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Nigerian banks – Navigating choppy & oily waters

Nigeria’s big banks see 13% dip in interest expense as customers’ deposits hit 4-year high

In early May, the Nigerian government relaxed a hitherto five-week lockdown of the two main cities of the country, Lagos and Abuja, with activity in most parts of the country similarly constrained. The justifiable stringency was in order to limit the spread of the coronavirus, which has killed hundreds of thousands around the world. A downside, however, has been the economy. Because even as banks were allowed to operate as essential service providers during the lockdown period, many opted to shut their doors entirely, limiting their services to online channels and the automated teller machines (ATMs) at their branches.

Evidence that these did not suffice for their customers’ needs emerged on the first week day of the eased measures. Queues were seen at bank branches with little regard for advised health safety guidelines of physical distancing and wearing of face masks. Other than the health concerns, the deluge was not particularly a matter for great concern. No, people were not rushing to get their money out of their bank accounts to hide somewhere else. And no, there is no Nigerian bank suffering any form of reduced confidence. However, the seeming normalcy masks the probable headaches of the various managements of the country’s almost two dozen banks.

Diminished livelihoods & low oil prices to weigh on banks

Amidst their laudable donations of billions of naira to the government’s pandemic-curbing efforts, Nigeria banks have also been coming to terms with the mounting losses in their loan books. As many of their borrowers were unable to conduct their businesses during the lockdown period, many failed on their obligations. And even as curbs are now being eased, many firms and individuals may remain inhibited for a little while. The pandemic is only one part of the problem for Nigerian banks.

A bearish turn in the international crude oil market is another. While primarily, the direct effects of these circumstances were mostly on the Nigerian government’s revenue, since crude oil is the source of almost all of its hard currency earnings, Nigerian banks, which altogether made about a quarter of their loans to firms in the oil and gas sector, have been similarly hit.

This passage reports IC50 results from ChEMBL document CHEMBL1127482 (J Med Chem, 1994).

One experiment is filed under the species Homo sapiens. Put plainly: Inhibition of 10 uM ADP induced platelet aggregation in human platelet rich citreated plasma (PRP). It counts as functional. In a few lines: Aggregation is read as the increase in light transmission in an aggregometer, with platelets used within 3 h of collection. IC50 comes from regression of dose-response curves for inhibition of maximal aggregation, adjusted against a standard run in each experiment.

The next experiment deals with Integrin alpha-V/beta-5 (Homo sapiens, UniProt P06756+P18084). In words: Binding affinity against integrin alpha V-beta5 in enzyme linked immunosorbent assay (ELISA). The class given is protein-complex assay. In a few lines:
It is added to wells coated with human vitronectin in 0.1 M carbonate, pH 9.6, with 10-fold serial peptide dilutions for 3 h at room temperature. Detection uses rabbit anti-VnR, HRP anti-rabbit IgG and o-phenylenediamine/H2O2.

According to Moody’s, a rating agency, about 41 percent of bank loans are denominated in foreign currency and extended to customers which earn in naira, the local currency. Although about 25 percent of total deposits are in hard currency, this would hardly be a source of comfort. Economic and policy uncertainties owing to the aforementioned headwinds tend to instigate a flight to safety. There is usually not only a rush to store value in hard currency but also to move the deposits to venues where they cannot be easily appropriated by governments.

Banks are also complicit in this regard. Reports have emerged that some banks have been hedging their bets unscrupulously by playing outside of the official foreign exchange market, drawing the ire of central bank governor Godwin Emefiele, who warned them to cease and desist. But with a 15 percent devaluation of the naira to 360 units of the local currency to an American dollar in March, from 306 over the past two years hitherto, and a series of further weakening of the naira later in the year suggested by the futures and black markets, the governor’s warnings may fall on deaf ears.

Moody’s estimates about $12.5-$15 billion of government paper are held by foreigners. Against a backdrop of a little over twice that amount in FX reserves, with foreign portfolio investors looking to return their money home, there might be hard times ahead. Thus, it is not improbable that capital controls and restrictive foreign exchange measures might be implemented by the central bank. All these do not bode well for Nigeria’s deposit money banks.

The clouds are not entirely dark. Output cuts by OPEC+ oil producers have begun to push up prices. With demand recovering, as China and other economies ease lockdowns and economic activity pick up, there is a high probability that the momentum would be sustained. And almost counterintuitively, deposits of big banks are rising, up by about a quarter in late May, according to BusinessDay, a respected local newspaper.